On October 24, 2012 the Heritage Barn Initiative received a Preservation Honor Award from the National Trust for Historic Preservation.  The initiative was one of 22 award winners to be honored by the National Trust during its 2012 National Preservation Conference in Spokane. Washington

Periodically, we hear of salvage material from barns that have to be demolished.  While demolition is an unfortunate outcome, we work to see that as much material as possible is salvaged and made available for reuse in other historic barns. If you own a designated Heritage Barn or a barn eligible for designation as a Heritage Barn, you may be able to request salvage material for use in your own barn rehabilitation project. Salvage material is free of charge, although recipients of salvage material are responsible for transportation costs. Such material is typically handled through the WA Trust for Historic Preservation, whom also manages the Barn Grant Program for DAHP.

Heritage Barn Documents:


Technical Information:

Context Studies:

Listed Heritage Barns:

Send your completed Heritage Barn form to:

CO: Michael Houser
1110 S. Capitol Way, Suite 30
Olympia, WA  98501

Note DAHP has contracted out the grant protion of the Heritage BarnProgram to the Washington Trust for Historic Preservation.  Please contact contact the Washington Trust for Historic Preservation at (206) 624-9449 or via email at if you would like more about the grant program. 

Could Your Barn Qualify for Historical Designation?

A barn should retain its original materials and appearance from the time of its importance. Generally the replacement of an original cedar shingle roof with standing seem metal, does not disqualify a barn from listing.  However changes in window and door openings, as well as newer siding (which covers or replaces the original siding) and additions most likely disqualifies a property from listing.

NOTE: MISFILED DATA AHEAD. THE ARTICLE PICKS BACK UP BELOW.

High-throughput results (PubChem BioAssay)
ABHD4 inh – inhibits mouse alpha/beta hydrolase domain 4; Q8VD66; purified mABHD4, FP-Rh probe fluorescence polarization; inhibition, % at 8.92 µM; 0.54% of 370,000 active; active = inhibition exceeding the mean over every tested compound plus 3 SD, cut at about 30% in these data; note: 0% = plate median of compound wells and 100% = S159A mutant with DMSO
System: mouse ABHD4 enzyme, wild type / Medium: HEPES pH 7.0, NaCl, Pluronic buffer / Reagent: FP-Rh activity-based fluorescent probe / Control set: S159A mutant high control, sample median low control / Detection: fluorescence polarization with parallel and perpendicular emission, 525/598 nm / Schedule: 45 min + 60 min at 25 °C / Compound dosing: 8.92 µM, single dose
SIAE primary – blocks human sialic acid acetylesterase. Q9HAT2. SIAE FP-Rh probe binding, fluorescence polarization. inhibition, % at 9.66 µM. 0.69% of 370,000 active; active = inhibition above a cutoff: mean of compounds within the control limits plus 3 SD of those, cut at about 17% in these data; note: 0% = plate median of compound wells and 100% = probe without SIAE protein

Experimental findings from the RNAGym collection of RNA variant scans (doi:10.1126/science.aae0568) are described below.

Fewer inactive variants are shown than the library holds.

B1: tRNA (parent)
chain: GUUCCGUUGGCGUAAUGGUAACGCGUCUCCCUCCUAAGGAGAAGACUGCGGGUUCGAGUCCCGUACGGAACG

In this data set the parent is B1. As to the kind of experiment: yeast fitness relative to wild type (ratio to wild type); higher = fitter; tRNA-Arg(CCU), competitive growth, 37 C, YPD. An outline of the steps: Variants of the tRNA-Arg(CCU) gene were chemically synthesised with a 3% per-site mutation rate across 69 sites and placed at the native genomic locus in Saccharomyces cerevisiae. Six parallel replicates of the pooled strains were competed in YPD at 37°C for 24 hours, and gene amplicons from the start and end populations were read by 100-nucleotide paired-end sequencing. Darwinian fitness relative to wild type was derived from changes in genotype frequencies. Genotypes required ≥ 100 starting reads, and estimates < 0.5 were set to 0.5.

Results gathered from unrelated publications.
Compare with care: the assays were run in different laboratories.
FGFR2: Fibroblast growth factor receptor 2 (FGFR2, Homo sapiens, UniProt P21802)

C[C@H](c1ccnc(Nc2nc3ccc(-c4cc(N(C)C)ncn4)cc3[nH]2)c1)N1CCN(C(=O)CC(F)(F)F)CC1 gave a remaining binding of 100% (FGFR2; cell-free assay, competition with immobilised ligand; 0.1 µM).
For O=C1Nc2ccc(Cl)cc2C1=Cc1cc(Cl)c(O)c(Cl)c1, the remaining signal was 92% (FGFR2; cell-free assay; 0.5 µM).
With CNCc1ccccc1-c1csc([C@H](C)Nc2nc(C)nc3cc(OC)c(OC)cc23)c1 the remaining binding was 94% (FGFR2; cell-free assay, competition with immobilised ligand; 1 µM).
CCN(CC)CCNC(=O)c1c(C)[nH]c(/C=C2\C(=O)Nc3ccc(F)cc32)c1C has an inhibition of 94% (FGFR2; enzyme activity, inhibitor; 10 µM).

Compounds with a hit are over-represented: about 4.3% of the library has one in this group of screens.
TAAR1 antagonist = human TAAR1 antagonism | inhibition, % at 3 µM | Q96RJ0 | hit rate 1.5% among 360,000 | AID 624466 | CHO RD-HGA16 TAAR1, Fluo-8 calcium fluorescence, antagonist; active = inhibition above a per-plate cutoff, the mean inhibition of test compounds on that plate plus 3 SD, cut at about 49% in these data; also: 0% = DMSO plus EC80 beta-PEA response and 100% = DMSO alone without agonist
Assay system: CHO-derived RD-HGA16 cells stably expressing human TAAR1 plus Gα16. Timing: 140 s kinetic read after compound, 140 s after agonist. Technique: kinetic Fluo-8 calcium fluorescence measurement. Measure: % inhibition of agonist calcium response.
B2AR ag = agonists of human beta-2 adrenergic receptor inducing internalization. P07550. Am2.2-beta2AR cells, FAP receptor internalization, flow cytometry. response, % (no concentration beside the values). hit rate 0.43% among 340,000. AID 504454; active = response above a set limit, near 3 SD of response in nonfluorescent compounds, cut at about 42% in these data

To know if a particular barn might be eligible for consideration, you might ask the following general questions as a starting point:

  1. Is the barn over 50 years old (built before 1973)?
  2. Is the barn exceptionally large (over 40 feet wide and over 60 feet long, not counting wings or sheds)?
  3. Was it built with unusual building materials, or common materials. Or does it represent a know style/type?
  4. Is it an unusual shape (not rectangular or L-shaped, but square, octagon, round, or U-shaped), or is it common?
  5. Was the barn the site where the first of a new breed of cattle or other livestock that was introduced in this region or state?
  6. Did an important event (such as a farm protest meeting) take place there?
  7. Did an eminent agriculturist work there?
  8. Was the barn publicized as a model for new barn equipment, prefabrication, or innovative construction techniques?
  9. Was it built in accord with blueprint plans that still survive?
  10. Is the barn an example of a design that was featured in a particular sub region or area?
  11. Was the barn built by a known master barn builder?
  12. Does the barn have an unusual design (architectural form, decoration, embellishments).
  13. Does the property have other structures such as a dwelling, silo, outhouse, chicken coop, etc... which date to the same era as the barn?

Heritage Barn Markers

When funding allows, barns that are added to the Washington State Heritage Barn Register receive a free 10" x 24" custom metal plaque.  The plaque, made by the Department of Corrections in Walla Walla, commorates the listing of the barn and allows for a form of public education by displaying the built date of each barn.

For further information about the Heritage Barn Program contact Michael Houser, State Architectural Historian at (360) 890-2634 or